November 28, 2010
The patterning instinct
The human prefrontal cortex (pfc) instills in us a patterning instinct that shapes patterns of meaning to make sense of our world. This section from my book Finding the Li: Towards a Democracy of Consciousness explains how this patterning instinct forms the essence of our mythic consciousness that is the source of religious thought. It then begins to explore the question of how an infant’s pfc first begins to lock into the patterns of meaning of its specific culture.
The patterning instinct
The !Kung Bushmen possess one of the most ancient unbroken cultural traditions in the world. As noted earlier, they belong genetically to one of the earliest lineages of the human race, dating back to before the takeover by the L3 lineage which now dominates the globe. Their technology, “if uncovered by an archeologist and taken in isolation, would place them in the late Stone Age.” Not surprisingly, anthropologists have been drawn to study them to gain insights into the earliest forms of human cognition. Merlin Donald describes how “myth and religion permeate every activity” of their daily lives from the way they hunt wild animals to the celebration of a girl’s first menstruation. The !Kung take their beliefs so seriously that they will rarely even discuss them; when they do, it’s only with hushed voices, and they’re afraid even to utter the names of their gods. Donald summarizes their mythical thought as “a unified, collectively held system of explanatory and regulatory metaphors.” He sees their sophisticated and complex ritual and myth as a paradigmatic example of how the human mind “has expanded its reach … to a comprehensive modeling of the entire human universe.”
This is the essence of the mythic consciousness that arose with the Upper Paleolithic revolution, and it’s one that Donald relates closely to the development of fully modern language. Modern language was first used, he proposes, “to construct conceptual models of the human universe. Its function was evidently tied to the development of integrative thought – to the grand unifying synthesis of formerly disconnected, time-bound snippets of information.” The pre-eminence of myth in early human society, Donald argues, is “testimony that humans were using language for a totally new kind of integrative thought,” which involved the “first attempts at symbolic models of the human universe.” This is why, as Boyer has put it, “religion as we know it probably appeared with the modern mind.”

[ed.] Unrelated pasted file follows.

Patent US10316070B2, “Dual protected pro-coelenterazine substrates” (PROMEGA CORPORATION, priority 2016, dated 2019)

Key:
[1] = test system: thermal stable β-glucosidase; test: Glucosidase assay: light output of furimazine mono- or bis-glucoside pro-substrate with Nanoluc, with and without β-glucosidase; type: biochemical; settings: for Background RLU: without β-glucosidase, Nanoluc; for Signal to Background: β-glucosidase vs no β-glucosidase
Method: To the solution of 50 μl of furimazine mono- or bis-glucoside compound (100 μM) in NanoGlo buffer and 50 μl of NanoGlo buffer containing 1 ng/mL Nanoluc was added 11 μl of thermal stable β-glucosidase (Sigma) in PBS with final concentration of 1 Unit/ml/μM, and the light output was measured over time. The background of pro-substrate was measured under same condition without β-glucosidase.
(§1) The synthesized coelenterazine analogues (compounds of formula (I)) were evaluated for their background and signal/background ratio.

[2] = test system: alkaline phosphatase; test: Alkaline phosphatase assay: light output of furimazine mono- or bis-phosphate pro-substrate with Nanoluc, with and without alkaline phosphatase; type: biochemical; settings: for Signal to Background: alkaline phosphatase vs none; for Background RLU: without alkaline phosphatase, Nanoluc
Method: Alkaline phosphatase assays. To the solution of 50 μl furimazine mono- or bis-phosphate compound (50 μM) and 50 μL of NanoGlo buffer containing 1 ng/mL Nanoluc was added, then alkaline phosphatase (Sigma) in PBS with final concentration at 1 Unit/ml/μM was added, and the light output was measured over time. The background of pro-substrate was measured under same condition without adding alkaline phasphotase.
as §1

In the previous chapter, we discussed how the pfc’s patterning instinct works to mold the young infant’s brain by picking up patterns in the voices she hears around her until she locks into those sounds that match her particular language, ignoring those that don’t fit. Similarly, we now see the pfc honing into patterns of meaning to make sense of the everyday world, to create Donald’s “comprehensive modeling of the entire human universe.” Crucially, the way the pfc applies meaning is to use the same symbolic behavior that it had developed for its social and linguistic capabilities. As Deacon describes it, “the symbolic capacity seems to have brought with it a predisposition to project itself into what it models.” Deacon compares the pfc’s symbolic predisposition to the relentlessly focused perceptions of an autistic savant. The savant, he writes, “instead of seeing a field of wildflowers, sees 247 flowers. Similarly, we don’t just see a world of physical processes, accidents, reproducing organisms, and biological information processors churning out complex plans, desires, and needs. Instead, we see the handiwork of an infinite wisdom, the working out of a divine plan, the children of a creator, and a conflict between those on the side of good and those on the side of evil.” This is the inevitable and all-embracing power of the mythic consciousness. “Wherever we look, we expect to find purpose. All things can be seen as signs and symbols of an all-knowing consciousness at work… We are not just applying symbolic interpretations to human words and events; all the universe has become a symbol.”